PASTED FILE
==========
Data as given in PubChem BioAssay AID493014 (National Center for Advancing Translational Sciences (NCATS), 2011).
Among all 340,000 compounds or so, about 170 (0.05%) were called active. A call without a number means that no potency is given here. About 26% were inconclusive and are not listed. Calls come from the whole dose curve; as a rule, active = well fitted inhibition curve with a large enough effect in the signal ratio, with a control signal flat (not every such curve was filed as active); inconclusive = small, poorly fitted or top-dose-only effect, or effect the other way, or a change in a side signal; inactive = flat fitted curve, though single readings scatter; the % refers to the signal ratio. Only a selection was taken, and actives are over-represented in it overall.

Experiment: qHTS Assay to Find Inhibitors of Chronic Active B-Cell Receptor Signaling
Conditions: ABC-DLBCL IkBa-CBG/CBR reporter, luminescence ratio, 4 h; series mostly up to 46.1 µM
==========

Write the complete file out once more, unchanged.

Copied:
Data as given in PubChem BioAssay AID493014 (National Center for Advancing Translational Sciences (NCATS), 2011).
Among all 340,000 compounds or so, about 170 (0.05%) were called active. A call without a number means that no potency is given here. About 26% were inconclusive and are not listed. Calls come from the whole dose curve; as a rule, active = well fitted inhibition curve with a large enough effect in the signal ratio, with a control signal flat (not every such curve was filed as active); inconclusive = small, poorly fitted or top-dose-only effect, or effect the other way, or a change in a side signal; inactive = flat fitted curve, though single readings scatter; the % refers to the signal ratio. Only a selection was taken, and actives are over-represented in it overall.

Experiment: qHTS Assay to Find Inhibitors of Chronic Active B-Cell Receptor Signaling
Conditions: ABC-DLBCL IkBa-CBG/CBR reporter, luminescence ratio, 4 h; series mostly up to 46.1 µM